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Authors: Anisa Claire West

Deep Dish Lies

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Deep Dish Lies

 

 

 

 

 

Anisa Claire West

 

 

 

This is a work of fiction.  The names, characters, places, and events depicted in this book are either the product of the author’s imagination or are used fictitiously.  Any similarity to actual people, either living or deceased, is purely coincidental.

Recipe for Becca’s Deep Dish Apple Pie

Deep Dish Pie Crust

5 Tart Apples

1 tablespoon of Sugar

1 stick of Melted Margarine

½ stick of Melted Butter

¾ cup of Sugar

1 cup of Flour

1 Egg

½ cup of Walnuts

Dash of Cinnamon

Drizzling of Caramel Sauce

Sweet Little Lies are optional. 

But not recommended…

Prologue

Buttercup Valley, Washington

A Rainy Afternoon in April…

I stared at the infuriating man with flames in my eyes and venom on the tip of my tongue.  The front bumper of my car was deeply bashed in, and one of my headlights was shattered.  Slamming the door, I flounced towards the insolent stranger as his piercing blue eyes challenged me unblinkingly.

“You’re a really bad driver, woman!” He bellowed, stomping towards me like a mating gorilla.

“Excuse me?” I squeaked indignantly as the chilled raindrops soaked through my spring jacket.  “
You
stopped short! This accident was
your
fault!”

“Listen, woman, you hit
my
car.  Meaning,
you
are at fault,” he said gruffly, running a frustrated hand through his rain-drenched dark hair.

If I hadn’t just been involved in a potentially fatal accident with the man, I might have found him very attractive.  Those blue eyes lit up the cloudy day like a raging forest fire.  But I was in no mood for flirting with a chauvinistic pig who kept referring to me as “woman.”

“Listen, let’s just exchange our insurance info,” I suggested with a shiver.  “I don’t want to get pneumonia standing out here in the rain arguing with you!”

I don’t know if it was from the biting cold or my biting tone, but the man recoiled visibly when I suggested exchanging our information.  A storm cloud overhead transformed from pale gray to ominous charcoal as he steadily backed away from me.

“Never mind,” he sneered, his sensuous upper lip curling.  “I don’t have time for this bull.  Just be careful how you drive from now on, woman.  Next time it could be a lot worse.”

Outraged, I watched as he clamored back to his black Audi and left me standing out in the pummeling rain.  With tires screeching at the shrill decibel of a dog whistle, the jerk rolled back into the storm as I trembled violently inside my jacket.  Fighting back insulted tears, I hopped into my car and slammed the door so hard that the rattling windows could have cracked the whole Richter Scale.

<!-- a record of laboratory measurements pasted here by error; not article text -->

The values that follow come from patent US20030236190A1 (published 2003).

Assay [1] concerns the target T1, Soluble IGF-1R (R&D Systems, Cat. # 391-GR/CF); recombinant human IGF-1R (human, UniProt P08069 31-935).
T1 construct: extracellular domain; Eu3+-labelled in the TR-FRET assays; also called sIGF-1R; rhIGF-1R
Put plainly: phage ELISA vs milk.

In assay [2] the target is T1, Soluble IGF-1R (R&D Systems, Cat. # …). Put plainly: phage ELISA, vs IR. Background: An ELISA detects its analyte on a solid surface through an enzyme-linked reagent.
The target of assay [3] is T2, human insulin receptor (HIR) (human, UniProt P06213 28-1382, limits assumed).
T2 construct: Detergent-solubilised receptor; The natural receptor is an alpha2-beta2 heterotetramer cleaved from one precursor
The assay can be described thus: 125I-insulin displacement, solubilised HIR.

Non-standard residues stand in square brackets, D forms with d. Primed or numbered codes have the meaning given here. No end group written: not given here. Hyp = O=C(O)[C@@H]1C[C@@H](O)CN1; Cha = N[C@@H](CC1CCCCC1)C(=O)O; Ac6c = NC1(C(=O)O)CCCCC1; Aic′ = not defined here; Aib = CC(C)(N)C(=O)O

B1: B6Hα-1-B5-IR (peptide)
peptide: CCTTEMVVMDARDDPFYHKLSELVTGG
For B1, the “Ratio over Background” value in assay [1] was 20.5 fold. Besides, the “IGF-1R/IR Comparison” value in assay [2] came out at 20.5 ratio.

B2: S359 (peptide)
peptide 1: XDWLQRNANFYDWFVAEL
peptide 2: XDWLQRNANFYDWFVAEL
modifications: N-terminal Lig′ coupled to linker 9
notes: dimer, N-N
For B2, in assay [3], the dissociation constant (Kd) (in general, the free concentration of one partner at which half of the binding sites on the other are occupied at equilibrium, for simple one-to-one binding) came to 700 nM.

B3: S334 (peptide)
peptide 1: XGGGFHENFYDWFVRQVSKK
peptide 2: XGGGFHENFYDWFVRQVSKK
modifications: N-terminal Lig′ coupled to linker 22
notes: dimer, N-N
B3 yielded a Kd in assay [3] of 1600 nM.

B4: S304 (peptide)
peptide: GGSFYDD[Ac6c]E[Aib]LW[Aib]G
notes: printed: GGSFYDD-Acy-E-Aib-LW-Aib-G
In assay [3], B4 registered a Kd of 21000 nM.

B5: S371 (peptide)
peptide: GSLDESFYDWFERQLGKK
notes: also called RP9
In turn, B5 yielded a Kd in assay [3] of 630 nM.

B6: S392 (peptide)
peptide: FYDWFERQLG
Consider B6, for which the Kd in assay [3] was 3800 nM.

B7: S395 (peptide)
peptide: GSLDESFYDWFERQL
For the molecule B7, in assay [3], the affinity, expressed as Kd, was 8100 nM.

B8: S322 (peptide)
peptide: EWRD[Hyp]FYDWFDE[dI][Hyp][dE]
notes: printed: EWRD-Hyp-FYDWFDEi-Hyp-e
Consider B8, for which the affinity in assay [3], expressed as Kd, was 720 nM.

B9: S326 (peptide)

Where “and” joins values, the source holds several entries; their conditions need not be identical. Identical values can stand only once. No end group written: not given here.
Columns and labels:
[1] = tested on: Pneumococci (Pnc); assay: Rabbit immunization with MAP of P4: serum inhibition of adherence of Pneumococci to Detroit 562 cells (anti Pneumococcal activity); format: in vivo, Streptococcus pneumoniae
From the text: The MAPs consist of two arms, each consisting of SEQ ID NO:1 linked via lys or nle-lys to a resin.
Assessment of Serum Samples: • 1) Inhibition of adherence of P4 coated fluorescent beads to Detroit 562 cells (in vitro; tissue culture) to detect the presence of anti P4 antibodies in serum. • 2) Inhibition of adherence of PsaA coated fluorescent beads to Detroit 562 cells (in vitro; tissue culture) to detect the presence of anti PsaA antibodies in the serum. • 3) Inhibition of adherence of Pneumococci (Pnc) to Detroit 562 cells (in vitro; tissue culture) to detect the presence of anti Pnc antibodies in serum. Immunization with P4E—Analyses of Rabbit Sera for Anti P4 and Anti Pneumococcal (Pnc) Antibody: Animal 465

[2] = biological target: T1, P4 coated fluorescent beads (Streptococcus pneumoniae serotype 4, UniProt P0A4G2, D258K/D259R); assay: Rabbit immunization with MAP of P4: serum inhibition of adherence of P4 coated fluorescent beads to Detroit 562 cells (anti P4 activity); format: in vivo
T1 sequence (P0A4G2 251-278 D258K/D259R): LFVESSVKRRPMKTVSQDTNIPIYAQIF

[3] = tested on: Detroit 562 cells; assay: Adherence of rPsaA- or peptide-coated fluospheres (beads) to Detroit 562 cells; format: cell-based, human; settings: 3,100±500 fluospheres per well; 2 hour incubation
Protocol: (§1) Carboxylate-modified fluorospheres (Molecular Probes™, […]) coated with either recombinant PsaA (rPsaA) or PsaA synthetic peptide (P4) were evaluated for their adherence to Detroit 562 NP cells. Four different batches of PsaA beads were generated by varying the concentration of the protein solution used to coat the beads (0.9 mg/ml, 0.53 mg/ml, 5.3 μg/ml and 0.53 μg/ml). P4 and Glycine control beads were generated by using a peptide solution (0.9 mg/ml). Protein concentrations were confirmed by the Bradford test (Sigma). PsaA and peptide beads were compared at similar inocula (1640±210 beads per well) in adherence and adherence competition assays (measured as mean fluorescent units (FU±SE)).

Chapter 1

5 Weeks Later

Deep Dish Delights Pie Shoppe

“Mmmmm, these smell absolutely divine,” Lori murmured, sliding a pair of Cling Peaches pies out of the oven.

“Don’t do that!” I scolded my younger sister as she dipped her finger into one of the pies to taste.  “I swear, sometimes it’s like you’re 12 rather than 28!”

She shrugged lightly, popping her finger into her mouth and mumbling, “This is a test pie.  We always have at least one test pie per batch, and Becca, honey, this is the one.” She winked and grabbed two forks from the cupboard.  “And just so you know, sometimes it’s like you’re 92 rather than 32!”

Halfway between a frown and a grin, I grabbed a fork from her and sank it deep into the piping hot pie.  “Oh wow, you’re right.  I think this is our best peach pie ever.  Even better than the blue ribbon one at the county fair last year if I do say so myself!”

“Don’t I know it!” Lori replied tartly, making a beeline to the freezer for a tub of vanilla ice cream.

“Just 5 more minutes of break time, Lori.  Then it’s back to work.  We have a ton of Mother’s Day orders to fill,” I said authoritatively.

“You’re right.  We’ve had a lot of requests for your Sticky Pecan pie today,” Lori muttered through a mouthful of syrupy peaches as she handed me a scrap of paper.

I sighed heavily, snatching the dog-eared paper out of her hand.  “How many times have I told you to put the orders on my pre-printed menu sheets?  We have a system around here, Lori!” As I picked up a whisk to playfully swat my scatter-brained baby sister on the rump, the chiming of bells in the front of the shoppe interrupted me.

“Customer,” Lori announced, giggling and shoving another truckload of our “test” pie into her mouth.

I shook my head as I made my way to the storefront, fretting over how many expensive ingredients had been wasted on “test” pies since I had opened my doors to the public two years ago.  But that’s what happens when you have your family work for you…everyone wants a piece of the pie,
literally
.

“May I help…” My words evaporated like milk as I recognized the dashing face of my customer.